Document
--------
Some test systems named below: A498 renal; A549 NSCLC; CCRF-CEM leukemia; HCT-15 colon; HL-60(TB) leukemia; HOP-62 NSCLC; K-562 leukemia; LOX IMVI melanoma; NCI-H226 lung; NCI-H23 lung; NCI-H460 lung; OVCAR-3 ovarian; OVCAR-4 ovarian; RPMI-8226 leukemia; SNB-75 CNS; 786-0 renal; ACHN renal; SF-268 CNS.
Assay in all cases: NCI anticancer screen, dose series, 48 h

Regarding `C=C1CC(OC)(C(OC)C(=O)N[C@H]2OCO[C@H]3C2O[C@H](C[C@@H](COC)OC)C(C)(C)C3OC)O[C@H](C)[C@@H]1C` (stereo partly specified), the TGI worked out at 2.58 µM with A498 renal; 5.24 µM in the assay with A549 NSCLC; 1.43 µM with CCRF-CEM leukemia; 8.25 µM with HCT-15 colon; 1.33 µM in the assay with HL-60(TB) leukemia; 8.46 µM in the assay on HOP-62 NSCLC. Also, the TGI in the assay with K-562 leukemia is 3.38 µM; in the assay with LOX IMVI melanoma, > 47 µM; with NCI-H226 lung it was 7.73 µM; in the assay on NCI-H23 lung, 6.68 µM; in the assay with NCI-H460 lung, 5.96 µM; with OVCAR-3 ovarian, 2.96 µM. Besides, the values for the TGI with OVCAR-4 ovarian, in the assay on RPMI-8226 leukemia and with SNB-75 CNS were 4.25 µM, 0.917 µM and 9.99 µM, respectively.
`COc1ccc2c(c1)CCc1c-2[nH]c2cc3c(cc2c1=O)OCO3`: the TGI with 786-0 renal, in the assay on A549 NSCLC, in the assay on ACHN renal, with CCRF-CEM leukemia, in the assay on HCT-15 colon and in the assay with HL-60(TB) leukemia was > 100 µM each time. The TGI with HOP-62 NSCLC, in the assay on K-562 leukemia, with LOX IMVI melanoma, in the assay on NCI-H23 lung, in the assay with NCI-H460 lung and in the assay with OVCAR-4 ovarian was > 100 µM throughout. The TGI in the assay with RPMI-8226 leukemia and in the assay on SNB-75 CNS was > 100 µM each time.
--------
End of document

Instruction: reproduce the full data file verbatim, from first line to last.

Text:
Some test systems named below: A498 renal; A549 NSCLC; CCRF-CEM leukemia; HCT-15 colon; HL-60(TB) leukemia; HOP-62 NSCLC; K-562 leukemia; LOX IMVI melanoma; NCI-H226 lung; NCI-H23 lung; NCI-H460 lung; OVCAR-3 ovarian; OVCAR-4 ovarian; RPMI-8226 leukemia; SNB-75 CNS; 786-0 renal; ACHN renal; SF-268 CNS.
Assay in all cases: NCI anticancer screen, dose series, 48 h

Regarding `C=C1CC(OC)(C(OC)C(=O)N[C@H]2OCO[C@H]3C2O[C@H](C[C@@H](COC)OC)C(C)(C)C3OC)O[C@H](C)[C@@H]1C` (stereo partly specified), the TGI worked out at 2.58 µM with A498 renal; 5.24 µM in the assay with A549 NSCLC; 1.43 µM with CCRF-CEM leukemia; 8.25 µM with HCT-15 colon; 1.33 µM in the assay with HL-60(TB) leukemia; 8.46 µM in the assay on HOP-62 NSCLC. Also, the TGI in the assay with K-562 leukemia is 3.38 µM; in the assay with LOX IMVI melanoma, > 47 µM; with NCI-H226 lung it was 7.73 µM; in the assay on NCI-H23 lung, 6.68 µM; in the assay with NCI-H460 lung, 5.96 µM; with OVCAR-3 ovarian, 2.96 µM. Besides, the values for the TGI with OVCAR-4 ovarian, in the assay on RPMI-8226 leukemia and with SNB-75 CNS were 4.25 µM, 0.917 µM and 9.99 µM, respectively.
`COc1ccc2c(c1)CCc1c-2[nH]c2cc3c(cc2c1=O)OCO3`: the TGI with 786-0 renal, in the assay on A549 NSCLC, in the assay on ACHN renal, with CCRF-CEM leukemia, in the assay on HCT-15 colon and in the assay with HL-60(TB) leukemia was > 100 µM each time. The TGI with HOP-62 NSCLC, in the assay on K-562 leukemia, with LOX IMVI melanoma, in the assay on NCI-H23 lung, in the assay with NCI-H460 lung and in the assay with OVCAR-4 ovarian was > 100 µM throughout. The TGI in the assay with RPMI-8226 leukemia and in the assay on SNB-75 CNS was > 100 µM each time.